The Senate race started off quickly, with McCaskill attacking Talent for his steadfast opposition to abortion.  After the initial activity, the race has quieted down, with the candidates not fully engaging each other.  Instead, both have been working hard to shore up support in places where they underperformed in the past.  For Talent, that’s the St. Louis area (not the city itself), the key swing area in the state in most elections.  McCaskill has been spending her time outside of the two major metro areas.  She has focused on the southwest corner of the state in particular, where the Democratic vote is traditionally weakest.  The race has remained close and will come down to what kind of Election Night it is nationally.  If Democrats do very well, they will probably win this seat.  If not, Talent should survive.  This race rates Tilt Democratic very slightly due to the probability of big Democratic gains and Blunt’s problems.



Montana
Incumbent:  Conrad Burns (R)
Rating: Leans Democratic

Conrad Burns is the only Republican Senator ever to be reelected in this state.  He made his name as the voice of Montana on the radio from Yellowstone County.  Burns used a populist message to unseat Democratic Senator John Melcher in 1988 – the only Republican to do so that year.  He had a close call in 2000 when rancher Brian Schweitzer challenged him.  Schweitzer made a big deal of Burns’ promise to only serve two terms when he was first elected.  Burns was saved that year mainly because George W. Bush won the state by a big margin and carried several Republicans to victory in statewide races.

Since then, Montana has swung back to Democrats.  In 2002, Montana was one of the Democrats’ best states on Election Night – they gained seats in the state legislature and Senator Max Baucus easily won a race that was originally supposed to be close.  In 2004, Democrats were very successful in the state, winning the state legislature and all but one of the statewide offices. Schweitzer, elected Governor that year, is one of the most popular Democratic Governors in the nation.  All of this gave Democrats a great deal of confidence about taking on Burns this year.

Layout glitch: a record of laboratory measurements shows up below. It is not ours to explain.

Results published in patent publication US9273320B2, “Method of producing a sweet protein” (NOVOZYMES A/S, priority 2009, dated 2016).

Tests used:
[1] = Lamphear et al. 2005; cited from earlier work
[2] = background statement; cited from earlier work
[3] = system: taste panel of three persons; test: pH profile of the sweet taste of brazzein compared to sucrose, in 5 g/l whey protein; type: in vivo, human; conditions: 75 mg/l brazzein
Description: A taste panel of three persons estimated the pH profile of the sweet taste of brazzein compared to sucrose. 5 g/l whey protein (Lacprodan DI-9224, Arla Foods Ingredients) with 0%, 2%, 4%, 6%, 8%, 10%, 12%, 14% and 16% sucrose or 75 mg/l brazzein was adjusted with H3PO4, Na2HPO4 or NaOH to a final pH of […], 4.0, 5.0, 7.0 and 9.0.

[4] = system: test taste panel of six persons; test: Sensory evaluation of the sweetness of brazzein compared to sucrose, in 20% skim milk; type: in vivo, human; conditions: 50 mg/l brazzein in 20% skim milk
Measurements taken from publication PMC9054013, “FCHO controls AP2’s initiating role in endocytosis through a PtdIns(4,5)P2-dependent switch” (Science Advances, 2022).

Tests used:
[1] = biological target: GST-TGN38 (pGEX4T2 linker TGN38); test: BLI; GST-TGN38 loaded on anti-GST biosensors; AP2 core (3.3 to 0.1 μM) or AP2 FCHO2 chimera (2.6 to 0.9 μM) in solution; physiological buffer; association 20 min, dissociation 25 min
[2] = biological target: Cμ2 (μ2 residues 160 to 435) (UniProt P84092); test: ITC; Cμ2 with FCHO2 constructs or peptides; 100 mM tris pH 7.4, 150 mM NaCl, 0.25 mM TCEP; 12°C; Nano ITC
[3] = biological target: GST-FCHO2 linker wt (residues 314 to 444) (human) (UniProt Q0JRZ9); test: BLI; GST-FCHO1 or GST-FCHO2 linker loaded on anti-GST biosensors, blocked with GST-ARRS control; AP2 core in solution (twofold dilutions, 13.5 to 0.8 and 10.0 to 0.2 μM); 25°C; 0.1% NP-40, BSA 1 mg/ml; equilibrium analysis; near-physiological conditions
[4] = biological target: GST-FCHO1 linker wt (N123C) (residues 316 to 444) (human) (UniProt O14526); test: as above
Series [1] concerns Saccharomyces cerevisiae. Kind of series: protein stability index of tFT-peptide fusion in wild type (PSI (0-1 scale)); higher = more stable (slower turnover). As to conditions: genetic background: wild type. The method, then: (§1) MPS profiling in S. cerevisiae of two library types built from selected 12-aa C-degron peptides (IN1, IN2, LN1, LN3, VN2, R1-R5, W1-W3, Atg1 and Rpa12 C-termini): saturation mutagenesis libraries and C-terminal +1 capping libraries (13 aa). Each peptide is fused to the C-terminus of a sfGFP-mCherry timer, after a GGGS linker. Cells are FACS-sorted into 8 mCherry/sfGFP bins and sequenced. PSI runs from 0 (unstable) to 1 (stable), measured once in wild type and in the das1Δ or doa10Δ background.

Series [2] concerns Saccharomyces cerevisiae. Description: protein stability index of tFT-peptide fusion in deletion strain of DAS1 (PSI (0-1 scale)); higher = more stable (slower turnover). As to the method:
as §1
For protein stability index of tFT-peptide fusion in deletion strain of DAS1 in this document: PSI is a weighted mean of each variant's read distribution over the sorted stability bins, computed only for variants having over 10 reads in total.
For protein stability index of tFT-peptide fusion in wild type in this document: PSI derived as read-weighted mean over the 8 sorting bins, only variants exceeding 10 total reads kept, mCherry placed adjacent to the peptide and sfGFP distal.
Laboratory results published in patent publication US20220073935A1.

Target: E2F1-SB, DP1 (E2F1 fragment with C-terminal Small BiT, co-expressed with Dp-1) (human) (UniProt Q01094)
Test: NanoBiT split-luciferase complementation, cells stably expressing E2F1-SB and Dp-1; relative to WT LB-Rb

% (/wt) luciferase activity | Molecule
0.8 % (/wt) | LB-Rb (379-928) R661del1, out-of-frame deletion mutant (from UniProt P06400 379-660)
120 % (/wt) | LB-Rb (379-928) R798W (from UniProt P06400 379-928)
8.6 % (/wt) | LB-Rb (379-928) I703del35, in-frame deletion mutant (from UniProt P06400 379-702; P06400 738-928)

Burns originally seemed better prepared for his reelection race this time than in 2000.  He’s since gotten caught up in the Jack Abramoff scandal, where he was one of the top lawmakers named.  He’s also gotten into trouble for racist comments toward Arabs and for criticizing firefighters who responded to wildfires in the state’s forests.  The continuing gaffes and ethics problems have soured people’s attitudes toward Burns and made it hard for his campaign to articulate any strategy.  Survey USA polls of all Senators consistently rate Burns as one the nation’s least popular – sometimes very least popular – Senator.